Sma Shot Day celebrates the victory of Paisley’s weavers over the town’s mill owners in the 19th century.

The owners refused to pay their staff for the Sma’ (small) Shot thread, which was unseen but held together the famous Paisley-patterned cashmere shawls.

Sma' Shot Day - Tony Lawler and Provost Anne Hall

A long fight and political battle ensued which the weavers eventually won and renamed the traditional July holiday Sma Shot Day.

Any residents planning a trip into the town centre on Saturday are reminded that parking is free in all council-metered bays every weekend.[/vc_column_text][/vc_column][/vc_row]

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Sma’ Shot Day Charleston Drummer Promotes Miscarriage Support

Tony Lawler

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Sma’ Shot Day Charleston Drummer Promotes Miscarriage Support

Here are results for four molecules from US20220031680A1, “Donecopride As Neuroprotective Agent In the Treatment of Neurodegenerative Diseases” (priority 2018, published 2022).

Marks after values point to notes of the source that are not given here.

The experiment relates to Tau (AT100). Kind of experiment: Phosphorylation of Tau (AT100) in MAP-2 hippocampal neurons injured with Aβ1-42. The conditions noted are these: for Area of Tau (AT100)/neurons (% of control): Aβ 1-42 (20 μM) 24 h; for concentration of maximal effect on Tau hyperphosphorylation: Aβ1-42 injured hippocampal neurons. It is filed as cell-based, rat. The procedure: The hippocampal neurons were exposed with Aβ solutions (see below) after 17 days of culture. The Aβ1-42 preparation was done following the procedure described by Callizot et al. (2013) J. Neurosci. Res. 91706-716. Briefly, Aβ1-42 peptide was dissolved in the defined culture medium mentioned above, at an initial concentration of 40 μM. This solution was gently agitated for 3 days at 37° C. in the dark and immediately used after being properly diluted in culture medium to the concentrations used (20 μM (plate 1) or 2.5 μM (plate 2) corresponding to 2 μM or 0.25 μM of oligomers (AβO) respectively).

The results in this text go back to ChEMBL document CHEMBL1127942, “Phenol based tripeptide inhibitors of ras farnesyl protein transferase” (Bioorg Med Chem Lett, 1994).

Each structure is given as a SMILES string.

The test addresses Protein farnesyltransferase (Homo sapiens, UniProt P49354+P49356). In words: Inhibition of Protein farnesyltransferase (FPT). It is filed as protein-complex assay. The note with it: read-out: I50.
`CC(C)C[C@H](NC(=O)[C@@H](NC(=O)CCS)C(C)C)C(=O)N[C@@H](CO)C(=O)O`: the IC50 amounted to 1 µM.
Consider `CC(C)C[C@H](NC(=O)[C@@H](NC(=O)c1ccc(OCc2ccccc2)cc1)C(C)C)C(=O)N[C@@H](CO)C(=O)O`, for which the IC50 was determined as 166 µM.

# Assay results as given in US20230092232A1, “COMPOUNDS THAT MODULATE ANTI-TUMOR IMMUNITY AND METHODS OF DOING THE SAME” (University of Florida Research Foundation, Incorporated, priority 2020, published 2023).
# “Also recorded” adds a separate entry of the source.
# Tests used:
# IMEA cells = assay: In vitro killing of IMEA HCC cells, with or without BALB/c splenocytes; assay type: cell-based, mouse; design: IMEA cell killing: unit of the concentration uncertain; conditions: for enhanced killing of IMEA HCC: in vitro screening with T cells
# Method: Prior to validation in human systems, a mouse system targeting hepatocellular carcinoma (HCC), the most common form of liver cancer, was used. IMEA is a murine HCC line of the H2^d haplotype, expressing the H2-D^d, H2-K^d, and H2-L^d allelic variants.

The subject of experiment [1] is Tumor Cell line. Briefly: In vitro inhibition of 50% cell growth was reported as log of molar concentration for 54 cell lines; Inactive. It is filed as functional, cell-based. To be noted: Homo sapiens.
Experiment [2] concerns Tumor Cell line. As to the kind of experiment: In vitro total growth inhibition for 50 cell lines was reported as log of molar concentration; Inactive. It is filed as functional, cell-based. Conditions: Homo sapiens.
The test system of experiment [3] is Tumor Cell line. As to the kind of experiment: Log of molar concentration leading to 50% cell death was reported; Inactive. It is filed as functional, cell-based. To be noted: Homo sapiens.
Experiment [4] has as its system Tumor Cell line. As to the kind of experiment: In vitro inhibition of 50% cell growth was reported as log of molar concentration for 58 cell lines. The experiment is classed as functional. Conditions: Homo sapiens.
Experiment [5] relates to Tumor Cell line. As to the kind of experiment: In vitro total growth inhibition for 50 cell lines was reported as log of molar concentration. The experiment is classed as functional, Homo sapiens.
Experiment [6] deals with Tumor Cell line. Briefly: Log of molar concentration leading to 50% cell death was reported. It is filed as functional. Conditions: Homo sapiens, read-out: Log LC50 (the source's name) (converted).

Leading the Sma’ Shot procession from Brodie Park to Abbey Close 2014 will be Charleston Drummer, Tony Lawler.

Tony will be modelling our new look Miscarriage Support tee-shirt on the day to help promote the counselling work that we do in aid of women and families Scotland-wide.

Tony Lawler

Tony Lawler pictured last year supporting MND Scotland

The Sma’ Shot Day celebration originates from the weaving industry in the 19th Century. Paisley was a one of the major textile producing areas in the British Empire.

The Sma’ Shot was the binding thread which held together the patterned shawls which Paisley is famous for; but because the Sma’ Shot was never seen in the finished shawls the manufacturers refused to pay the weavers for the yarn. After many years of dispute the weavers won their course.

In celebration of this, the traditional July holiday was renamed Sma’ Shot Day. The 2014 procession will take place on the 5th of July; come along and see the parade and give a big cheer for Tony.

– See more at: http://www.miscarriagesupport.org.uk/sma-shot-day-celebrations-2/[/vc_column_text][vc_separator icon=”star”][/vc_column][/vc_row]